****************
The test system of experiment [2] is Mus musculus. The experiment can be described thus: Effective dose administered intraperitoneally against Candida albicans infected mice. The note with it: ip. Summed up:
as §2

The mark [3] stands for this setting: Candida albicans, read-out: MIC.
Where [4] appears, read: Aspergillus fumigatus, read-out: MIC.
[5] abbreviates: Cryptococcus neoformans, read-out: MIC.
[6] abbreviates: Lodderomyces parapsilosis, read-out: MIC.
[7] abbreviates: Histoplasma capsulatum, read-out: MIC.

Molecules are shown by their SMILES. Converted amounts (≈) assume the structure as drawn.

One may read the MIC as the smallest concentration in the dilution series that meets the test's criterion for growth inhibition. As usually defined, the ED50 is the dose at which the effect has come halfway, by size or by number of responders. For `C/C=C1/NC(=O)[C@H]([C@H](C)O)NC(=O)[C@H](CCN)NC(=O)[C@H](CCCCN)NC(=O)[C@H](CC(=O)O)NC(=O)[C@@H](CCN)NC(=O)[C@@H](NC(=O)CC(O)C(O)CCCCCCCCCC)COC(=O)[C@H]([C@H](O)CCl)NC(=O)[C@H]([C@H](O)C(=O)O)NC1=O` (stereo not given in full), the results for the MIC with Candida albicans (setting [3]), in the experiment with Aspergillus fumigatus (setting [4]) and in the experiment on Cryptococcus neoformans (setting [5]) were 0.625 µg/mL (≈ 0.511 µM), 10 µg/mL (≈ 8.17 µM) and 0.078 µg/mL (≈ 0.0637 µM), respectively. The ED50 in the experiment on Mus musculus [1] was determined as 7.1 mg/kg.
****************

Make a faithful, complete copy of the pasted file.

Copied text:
The test system of experiment [2] is Mus musculus. The experiment can be described thus: Effective dose administered intraperitoneally against Candida albicans infected mice. The note with it: ip. Summed up:
as §2

The mark [3] stands for this setting: Candida albicans, read-out: MIC.
Where [4] appears, read: Aspergillus fumigatus, read-out: MIC.
[5] abbreviates: Cryptococcus neoformans, read-out: MIC.
[6] abbreviates: Lodderomyces parapsilosis, read-out: MIC.
[7] abbreviates: Histoplasma capsulatum, read-out: MIC.

Molecules are shown by their SMILES. Converted amounts (≈) assume the structure as drawn.

One may read the MIC as the smallest concentration in the dilution series that meets the test's criterion for growth inhibition. As usually defined, the ED50 is the dose at which the effect has come halfway, by size or by number of responders. For `C/C=C1/NC(=O)[C@H]([C@H](C)O)NC(=O)[C@H](CCN)NC(=O)[C@H](CCCCN)NC(=O)[C@H](CC(=O)O)NC(=O)[C@@H](CCN)NC(=O)[C@@H](NC(=O)CC(O)C(O)CCCCCCCCCC)COC(=O)[C@H]([C@H](O)CCl)NC(=O)[C@H]([C@H](O)C(=O)O)NC1=O` (stereo not given in full), the results for the MIC with Candida albicans (setting [3]), in the experiment with Aspergillus fumigatus (setting [4]) and in the experiment on Cryptococcus neoformans (setting [5]) were 0.625 µg/mL (≈ 0.511 µM), 10 µg/mL (≈ 8.17 µM) and 0.078 µg/mL (≈ 0.0637 µM), respectively. The ED50 in the experiment on Mus musculus [1] was determined as 7.1 mg/kg.